What I learned about Writing from Dumbledore’s Pensieve

Of all the strange stuff happening in the Harry Potter universe, one thing struck me as quite symbolic; the Pensieve. 

The formal definition of a pensive from the Harry Potter fandom wiki page:

The Pensieve is a magical object used to review memories. It has the appearance of a shallow stone or metal basin, into which runes and strange symbols are carved and precious stones are fitted. It is filled with a silvery substance that appears to be a cloudy liquid/gas; the collected memories of people who have siphoned their recollections into it.

Memories can then be viewed from a non-participant, third-person point of view. Owing to the highly personal nature of extracted memories, and the potential for abuse, most Pensieves are entombed with their owners along with the memories they contain. Some witches and wizards will pass on their Pensive/memories to another person, as is the case with the Hogwarts Pensieve

If you watched the Harry Potter films (or read the books), there was that strange bowl that Dumbledore used to show Harry past events in the film adaptation of Harry Potter and the Goblet of Fire and Harry Potter and the Half-Blood Prince 

(Harry used it alone to view Snape’s memories in Harry Potter and the Deathly Hallows 2). 

Why should you care about a Pensieve?

If you think about it, a Pensieve is analogous to writing in all its forms (on a notebook or typing on a keyboard) to us muggles: 

  • It helps relay historical messages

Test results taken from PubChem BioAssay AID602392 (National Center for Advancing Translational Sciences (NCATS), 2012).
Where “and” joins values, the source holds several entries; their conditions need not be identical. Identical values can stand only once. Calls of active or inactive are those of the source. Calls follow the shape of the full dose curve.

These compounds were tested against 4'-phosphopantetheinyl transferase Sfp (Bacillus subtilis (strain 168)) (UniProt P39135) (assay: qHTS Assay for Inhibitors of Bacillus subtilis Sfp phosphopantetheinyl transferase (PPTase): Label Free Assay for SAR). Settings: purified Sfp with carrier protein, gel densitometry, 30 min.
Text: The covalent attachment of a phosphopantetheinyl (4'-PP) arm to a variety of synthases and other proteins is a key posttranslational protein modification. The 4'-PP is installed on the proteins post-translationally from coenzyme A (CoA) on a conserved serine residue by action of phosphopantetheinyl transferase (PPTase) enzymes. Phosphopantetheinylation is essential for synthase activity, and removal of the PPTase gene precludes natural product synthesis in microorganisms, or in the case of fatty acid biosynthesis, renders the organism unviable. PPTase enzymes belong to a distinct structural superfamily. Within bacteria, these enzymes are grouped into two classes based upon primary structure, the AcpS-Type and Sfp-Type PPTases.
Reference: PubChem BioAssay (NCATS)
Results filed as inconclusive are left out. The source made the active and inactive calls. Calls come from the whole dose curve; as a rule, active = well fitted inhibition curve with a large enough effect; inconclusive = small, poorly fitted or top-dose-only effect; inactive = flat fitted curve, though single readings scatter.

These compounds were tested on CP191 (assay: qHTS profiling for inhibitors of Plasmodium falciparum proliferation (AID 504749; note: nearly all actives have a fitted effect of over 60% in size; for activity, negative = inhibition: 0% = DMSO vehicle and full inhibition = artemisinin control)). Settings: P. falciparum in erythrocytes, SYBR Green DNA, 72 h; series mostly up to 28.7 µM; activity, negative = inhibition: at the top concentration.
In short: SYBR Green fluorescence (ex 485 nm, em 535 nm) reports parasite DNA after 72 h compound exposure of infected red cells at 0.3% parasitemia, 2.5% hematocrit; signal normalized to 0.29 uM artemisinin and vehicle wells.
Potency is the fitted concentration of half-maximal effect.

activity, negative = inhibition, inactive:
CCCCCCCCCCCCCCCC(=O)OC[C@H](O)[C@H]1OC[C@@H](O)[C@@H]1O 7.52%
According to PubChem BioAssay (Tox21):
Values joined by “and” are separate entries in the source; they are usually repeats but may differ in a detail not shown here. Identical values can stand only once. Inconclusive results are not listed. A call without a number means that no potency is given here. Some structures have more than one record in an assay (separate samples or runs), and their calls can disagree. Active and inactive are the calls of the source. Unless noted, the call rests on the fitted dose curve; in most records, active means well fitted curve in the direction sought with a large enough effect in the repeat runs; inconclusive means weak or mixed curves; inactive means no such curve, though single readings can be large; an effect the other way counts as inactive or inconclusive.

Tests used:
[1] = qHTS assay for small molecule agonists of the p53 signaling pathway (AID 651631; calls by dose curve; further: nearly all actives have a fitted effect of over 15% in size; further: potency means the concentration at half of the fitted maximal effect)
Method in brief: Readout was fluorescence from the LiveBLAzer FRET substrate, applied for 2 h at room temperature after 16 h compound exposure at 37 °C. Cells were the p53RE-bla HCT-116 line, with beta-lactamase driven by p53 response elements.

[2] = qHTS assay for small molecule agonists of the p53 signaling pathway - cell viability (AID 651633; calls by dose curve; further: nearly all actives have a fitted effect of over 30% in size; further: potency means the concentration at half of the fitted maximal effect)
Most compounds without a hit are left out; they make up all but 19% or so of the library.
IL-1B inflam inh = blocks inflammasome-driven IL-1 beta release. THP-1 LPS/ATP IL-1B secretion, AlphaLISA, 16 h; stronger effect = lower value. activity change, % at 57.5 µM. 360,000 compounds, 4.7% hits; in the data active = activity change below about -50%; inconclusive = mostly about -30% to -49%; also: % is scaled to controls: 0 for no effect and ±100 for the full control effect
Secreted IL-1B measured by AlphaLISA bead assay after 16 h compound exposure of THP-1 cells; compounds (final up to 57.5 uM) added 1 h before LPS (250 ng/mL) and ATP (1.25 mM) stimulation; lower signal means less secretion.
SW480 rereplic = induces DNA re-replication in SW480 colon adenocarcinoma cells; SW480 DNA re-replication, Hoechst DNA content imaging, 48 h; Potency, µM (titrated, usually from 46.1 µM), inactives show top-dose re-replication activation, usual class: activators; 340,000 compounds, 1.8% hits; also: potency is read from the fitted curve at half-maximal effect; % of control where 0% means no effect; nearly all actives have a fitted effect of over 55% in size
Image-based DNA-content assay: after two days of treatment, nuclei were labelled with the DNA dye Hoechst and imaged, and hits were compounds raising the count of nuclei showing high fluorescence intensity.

• It helps relieve your mind of stress
  • It helps you form meta-thoughts 

Dumbledore also said that extracting his memories like that also helped him solve mysteries.

Creating meta-thoughts and relieving your mind are the most relevant functions we would have obtained from the mystical basin in our daily lives.  

This definition of Meta-thoughts from Metathoughtsdotnet strikes the nail on the head: 

Meta thoughts are thoughts about thoughts, one can think of them as thoughts on a higher level. They are more conscious, clear and reflective than the ordinary regiment of thoughts that pass our minds all day. They stand out, provide awareness and move us forward

Writing has many benefits but here are two that are quite significant: 

  • It is a stress reliever
  • It helps fight distractions

Writing as a stress reliever

I’ve always thought of writing as the closest thing to talking to someone and relieving your mind of stress. 

Leo Babauta, the founder of Zen Habits, wrote this about Shame

Mindfully Working with the Beliefs That Cause Shame It can be helpful to write down the beliefs that are causing us to feel shame, or to speak them aloud (perhaps to another person, like a trusted friend or therapist). Getting them out of our heads helps us to get clear on them. And sometimes saying them out loud can make them feel a little silly. I’ve found that true for myself — saying a belief out loud to another person takes away some of its power, maybe shows me how hard I am on myself.

What that means is that writing stuff down almost feels like talking about your problems to someone, only it is perhaps even more convenient. For example, if you don’t have someone with whom you can have an honest conversation without being judged OR if you have problems that you fell other people will not understand, writing is the only way you can relieve the stress. 

Writing to fight distractions

If you are doing a serious task, one of the best ways to keep yourself in full concentration mode is to write down distracting thoughts on a piece of paper. 

It is a modified form of the Pomodoro Technique

As you get started on some serious work, have a piece of paper and a pen.

If in the course of doing your work you can’t stop thinking about cleaning your room, just write “clean room”… and that will free your mind to carry on with your job. 

If brilliant ideas hit you, jolt them down. 

It is simple, powerful, and effective…

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PARTING SHOT: If you haven’t read or watched Harry Potter, get your head out of the sand will ya!

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